Why do you think a Bush tax increase is inevitable?

In the long run, spending has to be paid for with taxes. Since I see no evidence that this president or this Congress have the slightest desire to cut spending, higher taxes are therefore inevitable.

Would you raise or lower taxes? If so, how?

I would like taxes to be as low as possible to fund the essential functions of government. I think it would be unwise to cut taxes further UNLESS accompanied by cuts in spending.

How do you think the 2006 congressional elections will play out of the Republicans?

I think it is likely that Republicans will suffer significant losses. The main reason is that the conservative base of the party is dispirited by Bush’s “Big Government” policies. With the Democratic base likely to be energized by Iraq and Republican political corruption, epitomized by the Abramoff scandal, Democrats will probably do very well and pick up seats in both the House and Senate.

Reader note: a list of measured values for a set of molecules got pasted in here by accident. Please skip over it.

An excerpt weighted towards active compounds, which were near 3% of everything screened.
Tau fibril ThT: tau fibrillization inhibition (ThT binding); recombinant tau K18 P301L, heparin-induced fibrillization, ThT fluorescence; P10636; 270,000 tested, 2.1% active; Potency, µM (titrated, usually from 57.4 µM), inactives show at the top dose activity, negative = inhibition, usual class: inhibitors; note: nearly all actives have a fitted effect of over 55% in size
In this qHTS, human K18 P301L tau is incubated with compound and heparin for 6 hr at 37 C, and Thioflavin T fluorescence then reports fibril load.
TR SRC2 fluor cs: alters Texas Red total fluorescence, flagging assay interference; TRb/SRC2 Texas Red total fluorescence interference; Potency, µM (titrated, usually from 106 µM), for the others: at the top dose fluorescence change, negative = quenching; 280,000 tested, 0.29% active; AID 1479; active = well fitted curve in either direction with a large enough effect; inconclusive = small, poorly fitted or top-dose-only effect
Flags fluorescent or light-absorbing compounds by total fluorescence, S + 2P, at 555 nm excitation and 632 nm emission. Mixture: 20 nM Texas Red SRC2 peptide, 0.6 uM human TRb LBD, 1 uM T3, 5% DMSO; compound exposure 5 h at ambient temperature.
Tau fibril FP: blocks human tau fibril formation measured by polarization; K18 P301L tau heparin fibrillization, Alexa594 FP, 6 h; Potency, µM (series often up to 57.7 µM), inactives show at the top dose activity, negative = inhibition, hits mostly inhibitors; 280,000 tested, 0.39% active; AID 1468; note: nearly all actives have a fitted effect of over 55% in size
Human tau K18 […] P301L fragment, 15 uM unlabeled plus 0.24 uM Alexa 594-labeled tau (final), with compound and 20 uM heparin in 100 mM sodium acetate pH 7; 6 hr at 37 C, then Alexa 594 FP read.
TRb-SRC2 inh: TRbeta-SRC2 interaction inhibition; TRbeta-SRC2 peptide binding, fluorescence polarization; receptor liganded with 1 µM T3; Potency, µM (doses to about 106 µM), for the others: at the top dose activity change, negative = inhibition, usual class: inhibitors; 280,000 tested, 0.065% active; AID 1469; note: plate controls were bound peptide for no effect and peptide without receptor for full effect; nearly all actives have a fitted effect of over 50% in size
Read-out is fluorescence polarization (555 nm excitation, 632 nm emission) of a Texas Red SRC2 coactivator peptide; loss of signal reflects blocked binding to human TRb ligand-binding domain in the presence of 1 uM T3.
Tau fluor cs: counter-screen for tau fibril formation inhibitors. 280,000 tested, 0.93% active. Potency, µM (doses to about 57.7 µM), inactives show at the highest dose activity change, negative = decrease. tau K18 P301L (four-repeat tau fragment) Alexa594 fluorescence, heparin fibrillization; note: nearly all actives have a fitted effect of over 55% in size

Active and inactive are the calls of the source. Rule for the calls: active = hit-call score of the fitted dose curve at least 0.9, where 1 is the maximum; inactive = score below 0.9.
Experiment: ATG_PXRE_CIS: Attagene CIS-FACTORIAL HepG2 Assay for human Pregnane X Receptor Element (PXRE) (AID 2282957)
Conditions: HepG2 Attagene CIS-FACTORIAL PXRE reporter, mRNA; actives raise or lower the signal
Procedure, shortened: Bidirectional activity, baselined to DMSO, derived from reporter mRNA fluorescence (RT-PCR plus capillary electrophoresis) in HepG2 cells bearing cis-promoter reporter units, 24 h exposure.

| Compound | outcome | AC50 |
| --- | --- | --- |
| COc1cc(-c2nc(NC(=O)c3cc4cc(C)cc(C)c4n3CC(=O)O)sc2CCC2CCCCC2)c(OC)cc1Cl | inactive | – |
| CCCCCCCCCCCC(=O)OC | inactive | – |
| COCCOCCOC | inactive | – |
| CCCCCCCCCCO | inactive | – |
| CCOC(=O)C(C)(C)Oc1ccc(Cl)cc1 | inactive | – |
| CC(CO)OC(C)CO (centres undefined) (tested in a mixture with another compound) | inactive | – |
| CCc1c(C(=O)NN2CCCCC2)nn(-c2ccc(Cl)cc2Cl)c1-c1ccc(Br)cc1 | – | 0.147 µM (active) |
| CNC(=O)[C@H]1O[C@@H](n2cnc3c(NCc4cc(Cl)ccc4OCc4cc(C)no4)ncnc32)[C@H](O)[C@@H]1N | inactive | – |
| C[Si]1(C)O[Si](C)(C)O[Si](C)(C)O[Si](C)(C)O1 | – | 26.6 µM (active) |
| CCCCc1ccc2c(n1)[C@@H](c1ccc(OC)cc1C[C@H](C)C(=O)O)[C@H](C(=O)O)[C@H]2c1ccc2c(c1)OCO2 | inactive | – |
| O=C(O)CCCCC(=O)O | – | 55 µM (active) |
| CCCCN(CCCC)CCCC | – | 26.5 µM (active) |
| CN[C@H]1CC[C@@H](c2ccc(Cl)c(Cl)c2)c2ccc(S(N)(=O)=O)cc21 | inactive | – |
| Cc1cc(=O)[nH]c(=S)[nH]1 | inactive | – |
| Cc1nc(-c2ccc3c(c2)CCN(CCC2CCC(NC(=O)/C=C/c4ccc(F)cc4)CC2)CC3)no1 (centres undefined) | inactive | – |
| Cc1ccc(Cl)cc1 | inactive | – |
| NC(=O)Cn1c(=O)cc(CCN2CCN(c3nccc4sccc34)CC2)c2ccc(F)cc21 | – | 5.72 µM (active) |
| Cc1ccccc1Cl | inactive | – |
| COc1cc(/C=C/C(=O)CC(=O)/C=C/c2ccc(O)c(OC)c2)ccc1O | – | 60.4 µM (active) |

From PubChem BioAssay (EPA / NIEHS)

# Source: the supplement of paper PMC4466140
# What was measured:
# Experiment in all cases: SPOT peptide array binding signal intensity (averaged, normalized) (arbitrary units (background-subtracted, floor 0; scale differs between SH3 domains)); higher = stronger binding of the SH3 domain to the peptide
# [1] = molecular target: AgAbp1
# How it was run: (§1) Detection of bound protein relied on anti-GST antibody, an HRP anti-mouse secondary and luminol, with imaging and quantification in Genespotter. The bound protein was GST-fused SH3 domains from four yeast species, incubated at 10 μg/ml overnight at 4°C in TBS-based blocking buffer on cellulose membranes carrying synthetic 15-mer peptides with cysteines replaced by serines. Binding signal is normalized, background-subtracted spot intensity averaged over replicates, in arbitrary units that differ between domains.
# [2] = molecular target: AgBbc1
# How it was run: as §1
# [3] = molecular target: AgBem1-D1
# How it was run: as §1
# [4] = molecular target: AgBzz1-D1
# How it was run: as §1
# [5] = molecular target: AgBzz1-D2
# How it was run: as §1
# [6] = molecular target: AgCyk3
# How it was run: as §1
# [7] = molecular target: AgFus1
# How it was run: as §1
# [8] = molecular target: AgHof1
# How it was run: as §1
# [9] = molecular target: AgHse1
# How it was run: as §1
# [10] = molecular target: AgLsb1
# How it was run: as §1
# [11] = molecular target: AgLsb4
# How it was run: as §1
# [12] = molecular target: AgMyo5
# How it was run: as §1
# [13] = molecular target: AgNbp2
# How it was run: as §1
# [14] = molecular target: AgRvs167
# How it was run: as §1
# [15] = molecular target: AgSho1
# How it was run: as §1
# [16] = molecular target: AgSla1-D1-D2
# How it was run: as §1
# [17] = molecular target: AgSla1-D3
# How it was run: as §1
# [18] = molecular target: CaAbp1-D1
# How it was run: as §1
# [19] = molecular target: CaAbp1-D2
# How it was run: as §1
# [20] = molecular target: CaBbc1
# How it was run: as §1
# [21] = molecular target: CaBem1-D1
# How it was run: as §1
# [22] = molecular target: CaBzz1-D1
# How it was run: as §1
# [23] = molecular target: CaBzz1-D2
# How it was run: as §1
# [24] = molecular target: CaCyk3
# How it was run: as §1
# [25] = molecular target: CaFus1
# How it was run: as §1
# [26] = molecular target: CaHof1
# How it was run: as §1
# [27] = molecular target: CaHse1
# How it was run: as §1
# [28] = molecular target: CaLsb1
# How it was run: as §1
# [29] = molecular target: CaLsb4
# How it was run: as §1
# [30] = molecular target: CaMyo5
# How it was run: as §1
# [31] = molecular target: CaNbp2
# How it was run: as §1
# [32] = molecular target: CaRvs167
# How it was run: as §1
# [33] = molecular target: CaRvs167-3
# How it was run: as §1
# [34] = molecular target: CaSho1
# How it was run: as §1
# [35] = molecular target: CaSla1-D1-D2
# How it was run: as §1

Why is the virtue of gridlock the most powerful argument that a Democratic presidential candidate will have in 2008 election?

I don’t think the American people trust either party to completely run all branches of government. They are happy with gridlock, putting each party in a position to veto the other’s excesses, thus ensuring that only policies with broad support are enacted into law. I believe that gridlock after 1994, when Republicans took control of Congress, is a key reason for the emergence of budget surpluses in the 1990s

See also: How George W. Bush Bankrupted America and Betrayed the Reagan Legacy

Alan Gray is the Publisher and Editor-in-Chief of NewsBlaze Daily News and other online newspapers. He prefers to edit, rather than write, but sometimes an issue rears it’s head and makes him start pounding the keyboard. Alan has a fascination with making video and video editing, so watch out if he points his Canon 7d in your direction.